More on Milwaukee School Choice Research Results

March 5, 2012

I wrote last week about the release of the final research results from Milwaukee’s school choice program.  On Sunday the Milwaukee Journal Sentinel devoted its entire editorial page to a discussion of those results.  Check out the succinct summary of the findings by Patrick Wolf and John Witte.

Also be sure to check out the response from the head of the teachers union, Bob Peterson.  His rebuttal consists of noting that many students switch sectors, moving from choice to traditional public schools as well as in the opposite direction.  He thinks that this undermines the validity of Wolf and Witte’s graduation rate analysis, but he fails to understand that the researchers used an intention to treat approach that attributes outcomes to students’ original selection of sector regardless of their switching.  And on the special education claim he simply reiterates the Department of Public Instruction’s (DPI) faulty effort to equate the percentage of students who are entitled to accommodations on the state test with the percentage of students who have disabilities.

For more on how DPI under-stated the rate of disabilities in the Milwaukee choice program by between 400% and 900%, check out the new article Wolf, Fleming, and Witte just published in Education Next.  It’s not only an excellent piece of research detective work on how DPI arrived at such an erroneous claim, but it is also a useful warning to anyone who thinks that government issued claims provide the authoritative answer on research questions.  Government agencies, like DPI, can lie and distort as much or more than any special interest group.  They just do it with your tax dollars and in your name.


Pass the Popcorn: Time to Get UP!

December 30, 2009

(Guest post by Greg Forster)

Over Christmas I finally saw UP with my mom and brother. They both thought it was as good as anything Pixar has ever done. At least on first impression, I’m more inclined to agree with Marcus that it’s not quite as good as the very best Pixar has ever done, but it’s close.

But I reserve the right to revise and extend my remarks, and here’s why. What I think is holding this movie back from being quite as good as Toy Story 2 or Finding Nemo is its somewhat less organized plot structure. Like Toy Story 2 and Finding Nemo, UP has a main character who needs to learn something about the meaning of life, and over the course of the movie he learns it. But while UP is an oustanding movie, I felt that it didn’t “earn” its moment of epiphany quite as well as its predecesscors. A little more careful organization of the plot leading up to the epiphany might have put it over the line into the top circle.

However! On second thought, it occurred to me that a careful “earning” of the epiphany may not suit the particular subject matter UP has chosen to treat. As you’ve no doubt picked up, UP is a movie about the desire for adventure. And I won’t be spoiling anything if I tell you that it’s especially about the masculine form of this desire. Other than the protagonist’s wife, who appears only in flashback, the only female “character” on the screen is a big squawking bird. And the bird is very distinctively an animal rather than a character with personality. Her animal-ness is constantly obtrusive; we’re never allowed to think of her as even a quasi-person. By contrast, the dogs we encounter (all of them male) are very deliberately personalized. The female is not devalued in this movie; it just happens to be a movie about something that is distinctive to the male.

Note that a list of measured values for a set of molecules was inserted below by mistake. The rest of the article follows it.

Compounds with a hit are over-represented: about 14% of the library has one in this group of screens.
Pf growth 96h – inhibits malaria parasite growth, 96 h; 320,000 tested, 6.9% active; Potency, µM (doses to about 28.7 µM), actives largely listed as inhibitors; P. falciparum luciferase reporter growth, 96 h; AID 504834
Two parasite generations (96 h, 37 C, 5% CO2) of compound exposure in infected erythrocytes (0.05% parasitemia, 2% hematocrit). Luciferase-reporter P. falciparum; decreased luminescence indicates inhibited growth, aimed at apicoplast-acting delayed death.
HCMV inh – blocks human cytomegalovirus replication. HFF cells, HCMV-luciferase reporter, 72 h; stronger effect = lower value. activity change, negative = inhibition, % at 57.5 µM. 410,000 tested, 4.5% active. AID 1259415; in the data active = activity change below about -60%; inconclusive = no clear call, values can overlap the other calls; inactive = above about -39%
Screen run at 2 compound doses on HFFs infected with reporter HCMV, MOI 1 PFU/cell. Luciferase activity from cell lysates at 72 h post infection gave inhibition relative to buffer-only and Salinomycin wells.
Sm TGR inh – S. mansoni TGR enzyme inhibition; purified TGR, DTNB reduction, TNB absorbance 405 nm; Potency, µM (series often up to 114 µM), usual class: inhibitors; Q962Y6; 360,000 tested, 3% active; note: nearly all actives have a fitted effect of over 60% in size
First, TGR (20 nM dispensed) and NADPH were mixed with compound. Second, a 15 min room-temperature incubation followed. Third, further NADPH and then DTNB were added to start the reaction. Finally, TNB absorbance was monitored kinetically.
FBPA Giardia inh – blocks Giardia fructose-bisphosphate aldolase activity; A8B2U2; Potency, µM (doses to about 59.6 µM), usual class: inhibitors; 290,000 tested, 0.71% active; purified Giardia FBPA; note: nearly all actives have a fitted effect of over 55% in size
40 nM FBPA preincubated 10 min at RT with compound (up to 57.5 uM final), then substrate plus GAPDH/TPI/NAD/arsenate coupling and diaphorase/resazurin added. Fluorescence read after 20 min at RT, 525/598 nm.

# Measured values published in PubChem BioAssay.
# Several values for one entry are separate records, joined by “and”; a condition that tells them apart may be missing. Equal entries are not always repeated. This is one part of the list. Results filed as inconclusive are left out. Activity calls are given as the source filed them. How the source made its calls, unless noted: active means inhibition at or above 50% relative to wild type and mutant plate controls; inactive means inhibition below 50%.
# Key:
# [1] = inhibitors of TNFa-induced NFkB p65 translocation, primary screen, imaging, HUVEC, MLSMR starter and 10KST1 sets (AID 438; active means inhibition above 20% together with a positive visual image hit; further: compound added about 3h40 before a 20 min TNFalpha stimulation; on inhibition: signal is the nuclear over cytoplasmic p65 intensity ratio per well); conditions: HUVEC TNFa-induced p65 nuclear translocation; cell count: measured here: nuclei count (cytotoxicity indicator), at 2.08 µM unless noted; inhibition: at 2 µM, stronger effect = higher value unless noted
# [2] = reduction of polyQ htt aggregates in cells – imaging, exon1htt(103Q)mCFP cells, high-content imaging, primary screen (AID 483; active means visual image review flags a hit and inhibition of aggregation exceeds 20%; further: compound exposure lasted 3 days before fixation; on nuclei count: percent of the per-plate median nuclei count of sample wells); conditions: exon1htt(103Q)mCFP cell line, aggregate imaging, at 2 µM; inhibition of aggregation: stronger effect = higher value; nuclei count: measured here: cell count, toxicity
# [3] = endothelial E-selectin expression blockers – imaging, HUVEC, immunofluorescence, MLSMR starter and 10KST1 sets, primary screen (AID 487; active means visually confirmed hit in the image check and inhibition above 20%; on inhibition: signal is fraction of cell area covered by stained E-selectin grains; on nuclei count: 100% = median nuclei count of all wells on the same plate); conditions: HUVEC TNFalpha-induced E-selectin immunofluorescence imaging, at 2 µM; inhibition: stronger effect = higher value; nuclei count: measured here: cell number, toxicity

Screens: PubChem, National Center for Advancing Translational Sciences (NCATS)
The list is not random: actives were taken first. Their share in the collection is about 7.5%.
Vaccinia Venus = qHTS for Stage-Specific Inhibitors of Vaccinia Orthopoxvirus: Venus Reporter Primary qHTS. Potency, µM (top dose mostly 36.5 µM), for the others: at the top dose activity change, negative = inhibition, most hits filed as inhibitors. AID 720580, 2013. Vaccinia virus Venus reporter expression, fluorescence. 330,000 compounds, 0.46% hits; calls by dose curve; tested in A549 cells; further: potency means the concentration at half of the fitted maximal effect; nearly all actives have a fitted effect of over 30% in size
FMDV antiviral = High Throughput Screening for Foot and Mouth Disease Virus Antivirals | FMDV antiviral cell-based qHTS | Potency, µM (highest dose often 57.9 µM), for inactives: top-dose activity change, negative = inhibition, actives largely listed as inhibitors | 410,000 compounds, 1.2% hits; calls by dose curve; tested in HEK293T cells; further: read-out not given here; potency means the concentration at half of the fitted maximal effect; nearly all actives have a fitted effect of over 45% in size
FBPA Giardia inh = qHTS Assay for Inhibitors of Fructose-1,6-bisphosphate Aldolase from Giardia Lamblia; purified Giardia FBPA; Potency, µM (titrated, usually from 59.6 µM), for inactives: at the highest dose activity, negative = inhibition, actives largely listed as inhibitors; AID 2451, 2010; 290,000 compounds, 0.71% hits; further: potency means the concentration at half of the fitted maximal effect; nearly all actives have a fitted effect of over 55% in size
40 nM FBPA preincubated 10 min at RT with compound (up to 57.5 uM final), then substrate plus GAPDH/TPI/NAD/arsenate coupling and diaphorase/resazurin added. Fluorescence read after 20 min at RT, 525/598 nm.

And part of the distinctive masculinity of this movie is the way important things are understood without having to be said. If you’ve seen the movie, I’m thinking in particular of the moment when Carl is first called upon to fulfill the promise he made to Russell; the moment when he first has to choose between fulfilling that promise and fulfilling another promise he made to someone else; and the moment when he changes his mind. In most movies, each of those moments would have required a lot of dialogue or a long soliloquy. In UP, the first and third involve no dialogue at all, and the second involves only a few very short lines from Russell – Carl says nothing about his decision. Russell understands Carl without anything needing to be spoken.

So I’m open to the possibility that this particular movie may be better without the clearly organized buildup to the epiphany. Before I decide, I’d like to see it again knowing from the beginning what it’s all about and where it’s going.

But in any case it looks like I’m going to need to offer a thorough repentence of my guardedness about this movie before it came out. I was cautious partly for supersitious reasons (with every other Pixar movie I hated the trailer and loved the movie, but with this one I loved the trailer so I was afraid I’d hate the movie) and partly because the creative team – Pete Docter and Bob Peterson – was untested. But Andrew Stanton was untested until he made Finding Nemo.

Looking back, I’d say this is more vindicated than ever. It’s clear that Pixar is not just about John Lasseter. He was its founding father, and let’s give credit where it’s due. But the continued maturation of creative teams able to reproduce what Lasseter did proves that Pixar is not a man, Pixar is a business model. And it’s the best one to come down the pike in Hollywood since the studio system broke up.

One more housekeeping note. As I feared, it does appear that anyone who saw UP is eligible for a rebate on this.